3D printing of blood plasma may speed up wound healing
3D printing of blood plasma may speed up wound healing

New research by RCSI University of Medicine and Health Sciences suggests that effective wound healing may be aided by replicating a crucial component of our blood.

By integrating the platelet-rich plasma (PRP) that natural blood uses to mend tissues into a hydrogel, the team has been able to create unique, regenerative scaffolds, that they say are not only capable of rapidly healing wounds without leaving behind scarred tissue, but could have wider surgical applications as well. 

“Existing literature suggests that while the PRP already present in our blood helps to heal wounds, scarring can still occur,” said RCSI Professor Fergal O’Brien. “By 3D printing PRP into a biomaterial scaffold, we can increase the formation of blood vessels while also avoiding the formation of scars, leading to more successful wound healing.”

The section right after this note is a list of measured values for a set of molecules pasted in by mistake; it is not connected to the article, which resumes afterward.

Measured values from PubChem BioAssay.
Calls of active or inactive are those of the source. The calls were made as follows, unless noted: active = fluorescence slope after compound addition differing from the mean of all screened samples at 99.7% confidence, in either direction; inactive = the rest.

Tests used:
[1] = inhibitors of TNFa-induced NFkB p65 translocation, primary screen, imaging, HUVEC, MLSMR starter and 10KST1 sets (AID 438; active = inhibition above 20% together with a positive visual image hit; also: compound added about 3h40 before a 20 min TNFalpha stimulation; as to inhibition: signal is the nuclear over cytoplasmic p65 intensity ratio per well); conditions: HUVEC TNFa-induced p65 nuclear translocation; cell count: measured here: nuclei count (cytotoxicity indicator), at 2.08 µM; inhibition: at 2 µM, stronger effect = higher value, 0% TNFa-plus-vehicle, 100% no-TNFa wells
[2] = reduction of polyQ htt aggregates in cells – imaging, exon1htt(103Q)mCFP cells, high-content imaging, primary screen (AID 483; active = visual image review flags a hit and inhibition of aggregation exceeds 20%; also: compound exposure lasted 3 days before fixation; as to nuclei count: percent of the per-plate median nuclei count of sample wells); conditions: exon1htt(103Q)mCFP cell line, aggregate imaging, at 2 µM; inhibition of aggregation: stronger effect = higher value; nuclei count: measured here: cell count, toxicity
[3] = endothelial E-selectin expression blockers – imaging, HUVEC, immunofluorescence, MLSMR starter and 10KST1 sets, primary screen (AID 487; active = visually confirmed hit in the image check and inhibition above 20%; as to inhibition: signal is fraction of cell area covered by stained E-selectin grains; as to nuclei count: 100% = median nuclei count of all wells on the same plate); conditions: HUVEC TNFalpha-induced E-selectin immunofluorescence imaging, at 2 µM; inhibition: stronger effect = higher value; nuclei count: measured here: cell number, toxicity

Platelet-rich plasma (PRP) is a natural healing substance in our blood. This study explores ways of enhancing the wound healing process by extracting PRP from the blood of a patient with a complex skin wound and manipulating it through 3D printing to form an implant for tissue repair which can be used to treat difficult-to-heal skin wounds in a single surgical procedure.

Results showed that application of the 3D-printed PRP implant helped to speed up the healing of the wound by enabling efficient vascularization (meaning development of new blood vessels) and inhibiting fibrosis (scarring/thickening of tissue), both of which are essential for effective wound healing.

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